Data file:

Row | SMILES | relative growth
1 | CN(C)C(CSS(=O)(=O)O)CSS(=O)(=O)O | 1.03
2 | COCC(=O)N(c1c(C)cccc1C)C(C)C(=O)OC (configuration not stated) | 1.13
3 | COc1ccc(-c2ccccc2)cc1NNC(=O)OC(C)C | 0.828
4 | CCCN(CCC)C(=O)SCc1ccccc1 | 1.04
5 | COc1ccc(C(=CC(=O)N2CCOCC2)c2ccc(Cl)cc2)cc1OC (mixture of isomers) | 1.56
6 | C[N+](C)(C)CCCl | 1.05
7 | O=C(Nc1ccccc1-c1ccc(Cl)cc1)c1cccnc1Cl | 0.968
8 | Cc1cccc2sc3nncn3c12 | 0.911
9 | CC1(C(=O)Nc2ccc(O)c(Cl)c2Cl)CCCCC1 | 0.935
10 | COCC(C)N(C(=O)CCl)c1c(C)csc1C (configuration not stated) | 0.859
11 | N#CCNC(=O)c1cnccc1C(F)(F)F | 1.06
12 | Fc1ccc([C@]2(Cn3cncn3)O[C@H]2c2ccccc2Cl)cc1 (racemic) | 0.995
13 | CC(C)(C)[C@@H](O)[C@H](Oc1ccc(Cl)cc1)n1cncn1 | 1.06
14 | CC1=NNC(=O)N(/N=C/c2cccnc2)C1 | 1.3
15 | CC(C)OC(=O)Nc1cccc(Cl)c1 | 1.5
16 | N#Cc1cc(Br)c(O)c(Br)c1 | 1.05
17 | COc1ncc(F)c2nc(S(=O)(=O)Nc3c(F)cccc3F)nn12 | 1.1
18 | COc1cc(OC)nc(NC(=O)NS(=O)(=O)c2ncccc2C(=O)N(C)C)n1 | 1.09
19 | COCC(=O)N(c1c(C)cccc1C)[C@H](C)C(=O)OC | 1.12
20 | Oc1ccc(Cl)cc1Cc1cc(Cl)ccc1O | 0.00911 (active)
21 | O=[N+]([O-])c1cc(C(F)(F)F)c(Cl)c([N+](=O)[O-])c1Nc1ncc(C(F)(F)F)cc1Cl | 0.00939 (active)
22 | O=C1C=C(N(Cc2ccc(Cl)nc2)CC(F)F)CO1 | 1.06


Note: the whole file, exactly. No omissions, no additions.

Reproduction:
Row | SMILES | relative growth
1 | CN(C)C(CSS(=O)(=O)O)CSS(=O)(=O)O | 1.03
2 | COCC(=O)N(c1c(C)cccc1C)C(C)C(=O)OC (configuration not stated) | 1.13
3 | COc1ccc(-c2ccccc2)cc1NNC(=O)OC(C)C | 0.828
4 | CCCN(CCC)C(=O)SCc1ccccc1 | 1.04
5 | COc1ccc(C(=CC(=O)N2CCOCC2)c2ccc(Cl)cc2)cc1OC (mixture of isomers) | 1.56
6 | C[N+](C)(C)CCCl | 1.05
7 | O=C(Nc1ccccc1-c1ccc(Cl)cc1)c1cccnc1Cl | 0.968
8 | Cc1cccc2sc3nncn3c12 | 0.911
9 | CC1(C(=O)Nc2ccc(O)c(Cl)c2Cl)CCCCC1 | 0.935
10 | COCC(C)N(C(=O)CCl)c1c(C)csc1C (configuration not stated) | 0.859
11 | N#CCNC(=O)c1cnccc1C(F)(F)F | 1.06
12 | Fc1ccc([C@]2(Cn3cncn3)O[C@H]2c2ccccc2Cl)cc1 (racemic) | 0.995
13 | CC(C)(C)[C@@H](O)[C@H](Oc1ccc(Cl)cc1)n1cncn1 | 1.06
14 | CC1=NNC(=O)N(/N=C/c2cccnc2)C1 | 1.3
15 | CC(C)OC(=O)Nc1cccc(Cl)c1 | 1.5
16 | N#Cc1cc(Br)c(O)c(Br)c1 | 1.05
17 | COc1ncc(F)c2nc(S(=O)(=O)Nc3c(F)cccc3F)nn12 | 1.1
18 | COc1cc(OC)nc(NC(=O)NS(=O)(=O)c2ncccc2C(=O)N(C)C)n1 | 1.09
19 | COCC(=O)N(c1c(C)cccc1C)[C@H](C)C(=O)OC | 1.12
20 | Oc1ccc(Cl)cc1Cc1cc(Cl)ccc1O | 0.00911 (active)
21 | O=[N+]([O-])c1cc(C(F)(F)F)c(Cl)c([N+](=O)[O-])c1Nc1ncc(C(F)(F)F)cc1Cl | 0.00939 (active)
22 | O=C1C=C(N(Cc2ccc(Cl)nc2)CC(F)F)CO1 | 1.06